Because Kythera was settled in such a way that a few dozen original families spawned the majority of present-day Kytherians, almost every branch of every family had a "nickname" to distinguish it from that of others with the same surname.
The nicknames were sometimes simply the genitive form of a christian name (e.g. "Dimitrelou") or derived from the profession of an ancestor (e.g. "Miliotis" = "Miller") or even describe a physical attribute (e.g. "Koutsaftis" or "Tarzan").
This is the section of the website where you can view the island's nicknames and read about which surnames they are associated with and hopefully where they came from as well.
You can submit to the section by clicking on add to nicknames at the top right.
submitted by James Victor Prineas on 14.02.2020
"Delei" - Harris / Bambakaris / Vamvakaris - Vamvakarathika
submitted by Vicki Gesouras on 15.05.2019
submitted by Vassilios Mavrogiorgis on 04.12.2012
mpotolis-my grandfather evagelos mavrogiorgis had this nickname,i dont know the reason but all the family in caravas they call us mpotolis-mpotolina-and mpotolakia,if u can find something please inform me to let me know,thanks in advance.
submitted by Virginia ( Eugenia ) Tzimas Nee Sourrys on 19.10.2011
Kanellis is my grandfather's Nickname
He was from the island Elafonisos, married and Olga
Georgeopoulos (a widow ) from Karavas
He was well known for his bouzouki playing and lived in Karavas till his death
submitted by Jim Cassimatis on 26.03.2011
[[picture:"P7110393 - Small.JPG" ID:18463]]
The nickname Xeros refers to a part of the Kasimatis family that lived in Skoulianika. In the past, that area was named Katouni, due to an area nearby called Omonimis. The church of Santa Irene appears to be from the 14th century, but it was certainly older and has been rebuilt many times as it seems. The Xeros family was a part of the Kasimatis family that initially carried the nickname Skoulos. From this nickname we have the ...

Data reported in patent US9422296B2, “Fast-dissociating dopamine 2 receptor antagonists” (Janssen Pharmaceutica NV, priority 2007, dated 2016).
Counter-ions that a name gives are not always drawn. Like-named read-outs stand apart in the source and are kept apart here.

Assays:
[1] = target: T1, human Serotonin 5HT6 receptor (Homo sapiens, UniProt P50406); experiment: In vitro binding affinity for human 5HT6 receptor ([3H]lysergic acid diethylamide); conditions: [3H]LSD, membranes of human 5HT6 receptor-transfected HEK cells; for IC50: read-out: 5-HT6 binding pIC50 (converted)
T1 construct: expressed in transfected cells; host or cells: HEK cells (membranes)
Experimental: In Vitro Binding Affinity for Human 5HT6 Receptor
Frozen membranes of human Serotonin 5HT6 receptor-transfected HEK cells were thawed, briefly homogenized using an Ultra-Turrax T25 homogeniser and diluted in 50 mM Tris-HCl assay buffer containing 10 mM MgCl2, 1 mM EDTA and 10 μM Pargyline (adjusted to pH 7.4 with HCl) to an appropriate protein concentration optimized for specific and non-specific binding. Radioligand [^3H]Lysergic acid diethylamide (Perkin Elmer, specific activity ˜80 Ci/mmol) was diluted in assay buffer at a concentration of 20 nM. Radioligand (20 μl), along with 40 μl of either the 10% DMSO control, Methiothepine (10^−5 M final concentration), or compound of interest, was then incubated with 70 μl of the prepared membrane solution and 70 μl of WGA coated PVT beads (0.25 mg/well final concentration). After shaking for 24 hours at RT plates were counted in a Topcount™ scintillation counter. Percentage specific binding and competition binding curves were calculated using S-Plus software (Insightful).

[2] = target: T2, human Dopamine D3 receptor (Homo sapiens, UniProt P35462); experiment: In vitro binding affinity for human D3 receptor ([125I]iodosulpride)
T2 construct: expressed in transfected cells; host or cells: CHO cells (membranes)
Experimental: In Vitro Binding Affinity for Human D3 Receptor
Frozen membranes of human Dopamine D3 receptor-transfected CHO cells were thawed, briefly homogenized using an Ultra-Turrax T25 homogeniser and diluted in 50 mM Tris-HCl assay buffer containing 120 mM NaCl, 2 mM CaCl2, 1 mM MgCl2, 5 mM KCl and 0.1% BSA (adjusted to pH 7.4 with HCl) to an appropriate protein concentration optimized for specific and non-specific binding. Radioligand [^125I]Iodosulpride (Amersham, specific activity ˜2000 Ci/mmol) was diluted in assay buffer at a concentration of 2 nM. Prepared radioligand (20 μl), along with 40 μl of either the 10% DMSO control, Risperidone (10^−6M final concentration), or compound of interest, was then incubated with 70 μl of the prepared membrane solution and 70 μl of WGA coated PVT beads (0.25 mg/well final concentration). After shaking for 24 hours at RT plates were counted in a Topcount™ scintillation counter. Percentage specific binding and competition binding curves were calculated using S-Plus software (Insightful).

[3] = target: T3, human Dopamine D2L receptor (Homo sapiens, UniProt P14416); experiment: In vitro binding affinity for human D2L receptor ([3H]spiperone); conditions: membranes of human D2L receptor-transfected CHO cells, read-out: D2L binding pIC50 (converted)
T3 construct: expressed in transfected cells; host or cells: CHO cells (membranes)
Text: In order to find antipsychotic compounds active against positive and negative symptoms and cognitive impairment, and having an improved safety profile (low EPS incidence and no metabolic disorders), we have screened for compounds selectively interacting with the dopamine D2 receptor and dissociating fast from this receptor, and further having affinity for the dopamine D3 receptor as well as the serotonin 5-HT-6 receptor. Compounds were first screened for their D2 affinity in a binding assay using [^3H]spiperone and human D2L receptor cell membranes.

submitted by Cleopatra Sclavos on 11.02.2008
The paratsoukli 'Mavros' has been a part of my family for at least 4 generations. My paternal great-grandfather was known as 'mavronikolaki'.
I'm not sure whether the Mavros paratsoukli stuck after a stroke of bad luck ('o mavros' can mean poor thing) or whether it refers to the physical description of one of my ancestors.
The change in spelling of my family's surname from Sklavos to Sclavos was the brainchild of my grandfather Evangelos who arrived in Australia in ...
submitted by John Carras on 02.01.2008
My mothers maiden name was Trifyllis. She came from a small area outside Trifillianika called Trevethianika.
Her family paritsookli was Litathoros.
submitted by Peter Samios on 06.12.2007
This is a document that I have posted on behalf of Manuel Samios [[picture:"E_Samios_Document.jpg" ID:14775]]
submitted by Fotina Georgas on 12.11.2007
"O Ellenas" Panayiotis Dracakis family. Drymonas.
submitted by James Gavriles on 23.10.2007
I was talking to one of my relatives who was born and raised in Kythera and she was saying that my Grandfather's nickname was :Fotogannis" Not Boukiouros as I previously thought. I am not sure now which one is correct?? Maybe someone else on the website might also know what it was??